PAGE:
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Libation-Bearers (Morshead Translation)

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By: (c. 525/524-456/455 BC)

The Libation-Bearers, translated by Morshead, is a powerful tragedy that continues the story of Agamemnon's family and the curse that plagues them. The play explores themes of justice, revenge, and fate, as Orestes seeks to avenge his father's murder by killing his mother, Clytemnestra. The translation captures the intense emotions of the characters and the high stakes of their actions. The language is lyrical and dramatic, reflecting the grave circumstances of the plot. Overall, this translation of The Libation-Bearers is a gripping and thought-provoking read that will leave readers contemplating the complexities of morality and destiny.

Book Description:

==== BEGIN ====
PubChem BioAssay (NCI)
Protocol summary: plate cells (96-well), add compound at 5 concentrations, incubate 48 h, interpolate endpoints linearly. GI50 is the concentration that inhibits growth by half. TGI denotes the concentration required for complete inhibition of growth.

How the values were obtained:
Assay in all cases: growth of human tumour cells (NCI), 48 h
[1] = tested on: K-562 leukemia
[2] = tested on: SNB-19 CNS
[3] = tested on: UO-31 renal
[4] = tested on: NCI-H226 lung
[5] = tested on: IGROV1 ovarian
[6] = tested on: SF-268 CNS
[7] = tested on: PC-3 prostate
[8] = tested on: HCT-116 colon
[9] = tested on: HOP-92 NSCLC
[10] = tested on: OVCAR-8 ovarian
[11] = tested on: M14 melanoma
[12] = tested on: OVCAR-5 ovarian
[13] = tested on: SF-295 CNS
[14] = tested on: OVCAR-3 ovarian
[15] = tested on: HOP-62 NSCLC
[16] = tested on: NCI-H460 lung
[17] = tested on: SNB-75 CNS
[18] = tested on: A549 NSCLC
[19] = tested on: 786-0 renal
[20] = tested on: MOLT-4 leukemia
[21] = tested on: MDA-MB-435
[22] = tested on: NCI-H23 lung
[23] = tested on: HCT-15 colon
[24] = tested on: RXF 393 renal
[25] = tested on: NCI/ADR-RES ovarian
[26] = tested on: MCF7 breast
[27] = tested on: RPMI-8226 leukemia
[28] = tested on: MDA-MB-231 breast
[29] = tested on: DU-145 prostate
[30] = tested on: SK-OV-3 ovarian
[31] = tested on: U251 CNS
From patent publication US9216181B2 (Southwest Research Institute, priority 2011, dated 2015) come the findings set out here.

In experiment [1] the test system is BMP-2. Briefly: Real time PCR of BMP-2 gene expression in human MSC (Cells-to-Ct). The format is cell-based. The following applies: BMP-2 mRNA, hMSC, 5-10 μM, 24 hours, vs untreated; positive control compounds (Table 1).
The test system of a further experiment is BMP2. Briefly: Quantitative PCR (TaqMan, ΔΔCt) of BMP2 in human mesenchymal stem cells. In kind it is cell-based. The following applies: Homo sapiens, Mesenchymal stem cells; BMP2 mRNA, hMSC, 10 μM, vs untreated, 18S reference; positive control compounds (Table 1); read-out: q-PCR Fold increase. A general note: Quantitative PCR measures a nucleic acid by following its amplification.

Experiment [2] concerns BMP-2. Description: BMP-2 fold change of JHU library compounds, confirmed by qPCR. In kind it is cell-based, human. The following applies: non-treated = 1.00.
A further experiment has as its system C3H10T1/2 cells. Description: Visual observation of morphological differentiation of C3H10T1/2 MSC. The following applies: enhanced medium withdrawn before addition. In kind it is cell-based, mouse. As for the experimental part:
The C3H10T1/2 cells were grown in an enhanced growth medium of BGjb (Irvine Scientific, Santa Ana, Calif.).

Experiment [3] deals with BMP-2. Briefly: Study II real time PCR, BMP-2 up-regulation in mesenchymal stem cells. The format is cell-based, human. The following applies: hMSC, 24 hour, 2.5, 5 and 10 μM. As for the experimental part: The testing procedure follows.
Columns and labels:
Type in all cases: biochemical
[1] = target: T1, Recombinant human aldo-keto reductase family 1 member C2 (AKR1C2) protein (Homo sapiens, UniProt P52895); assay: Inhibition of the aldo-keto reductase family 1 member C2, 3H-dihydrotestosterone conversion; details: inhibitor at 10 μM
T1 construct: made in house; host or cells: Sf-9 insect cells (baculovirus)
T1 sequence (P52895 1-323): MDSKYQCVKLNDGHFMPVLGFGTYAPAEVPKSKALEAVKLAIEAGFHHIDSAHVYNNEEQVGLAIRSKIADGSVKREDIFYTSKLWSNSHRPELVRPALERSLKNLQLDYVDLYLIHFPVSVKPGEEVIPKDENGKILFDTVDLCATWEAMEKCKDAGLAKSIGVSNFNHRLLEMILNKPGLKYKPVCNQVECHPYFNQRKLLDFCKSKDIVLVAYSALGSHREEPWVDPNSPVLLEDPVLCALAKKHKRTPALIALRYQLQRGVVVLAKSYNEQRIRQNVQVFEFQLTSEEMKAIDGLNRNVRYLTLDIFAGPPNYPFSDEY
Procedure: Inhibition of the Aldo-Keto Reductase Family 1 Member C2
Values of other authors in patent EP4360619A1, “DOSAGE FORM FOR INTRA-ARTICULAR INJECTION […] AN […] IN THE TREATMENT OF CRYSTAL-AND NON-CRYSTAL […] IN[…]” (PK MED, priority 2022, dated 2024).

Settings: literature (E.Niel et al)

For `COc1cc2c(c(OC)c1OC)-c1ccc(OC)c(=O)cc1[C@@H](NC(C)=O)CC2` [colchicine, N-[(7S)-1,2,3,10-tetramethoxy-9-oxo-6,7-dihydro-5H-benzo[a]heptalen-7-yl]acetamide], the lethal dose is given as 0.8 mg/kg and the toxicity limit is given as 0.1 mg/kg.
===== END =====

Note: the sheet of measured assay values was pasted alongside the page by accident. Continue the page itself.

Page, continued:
The Oresteia is a trilogy of Greek tragedies written by Aeschylus concerning the end of the curse on the House of Atreus. The name derives from the character Orestes, who sets out to avenge his father's murder. The only extant example of an ancient Greek theater trilogy, the Oresteia won first prize at the Dionysia festival in 458 BC. When originally performed, it was accompanied by Proteus, a satyr play that would have followed the trilogy. Proteus has not survived, however. In all likelihood the term "Oresteia" originally referred to all four plays; today it generally designates only the surviving trilogy. Many consider the Oresteia to be Aeschylus' finest work. Principal themes of the trilogy include the contrast between revenge and justice, as well as the transition from personal vendetta to organized litigation. The Libation Bearers is the second play of the Oresteia. It deals with the reunion of Agamemnon's children, Electra and Orestes, and their revenge. Orestes kills Clytemnestra to avenge the death of Agamemnon, Orestes' father.


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